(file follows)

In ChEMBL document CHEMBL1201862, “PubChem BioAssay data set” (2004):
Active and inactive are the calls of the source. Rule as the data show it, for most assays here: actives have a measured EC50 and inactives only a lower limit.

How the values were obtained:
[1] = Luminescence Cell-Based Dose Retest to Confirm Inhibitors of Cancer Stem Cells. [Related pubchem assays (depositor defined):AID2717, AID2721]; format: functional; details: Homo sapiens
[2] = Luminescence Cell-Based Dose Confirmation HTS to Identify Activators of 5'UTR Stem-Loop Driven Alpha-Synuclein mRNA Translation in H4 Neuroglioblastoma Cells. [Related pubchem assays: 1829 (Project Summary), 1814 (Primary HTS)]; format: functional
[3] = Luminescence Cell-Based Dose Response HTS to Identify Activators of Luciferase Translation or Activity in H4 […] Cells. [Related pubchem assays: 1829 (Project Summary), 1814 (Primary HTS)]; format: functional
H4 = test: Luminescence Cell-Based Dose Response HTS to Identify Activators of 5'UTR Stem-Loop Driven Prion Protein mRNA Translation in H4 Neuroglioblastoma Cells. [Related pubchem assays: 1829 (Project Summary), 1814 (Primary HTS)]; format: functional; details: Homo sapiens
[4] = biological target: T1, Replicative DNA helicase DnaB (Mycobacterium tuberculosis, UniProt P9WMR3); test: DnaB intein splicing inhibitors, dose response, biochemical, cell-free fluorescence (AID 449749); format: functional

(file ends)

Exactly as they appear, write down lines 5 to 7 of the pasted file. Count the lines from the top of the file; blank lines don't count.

[2] = Luminescence Cell-Based Dose Confirmation HTS to Identify Activators of 5'UTR Stem-Loop Driven Alpha-Synuclein mRNA Translation in H4 Neuroglioblastoma Cells. [Related pubchem assays: 1829 (Project Summary), 1814 (Primary HTS)]; format: functional
[3] = Luminescence Cell-Based Dose Response HTS to Identify Activators of Luciferase Translation or Activity in H4 […] Cells. [Related pubchem assays: 1829 (Project Summary), 1814 (Primary HTS)]; format: functional
H4 = test: Luminescence Cell-Based Dose Response HTS to Identify Activators of 5'UTR Stem-Loop Driven Prion Protein mRNA Translation in H4 Neuroglioblastoma Cells. [Related pubchem assays: 1829 (Project Summary), 1814 (Primary HTS)]; format: functional; details: Homo sapiens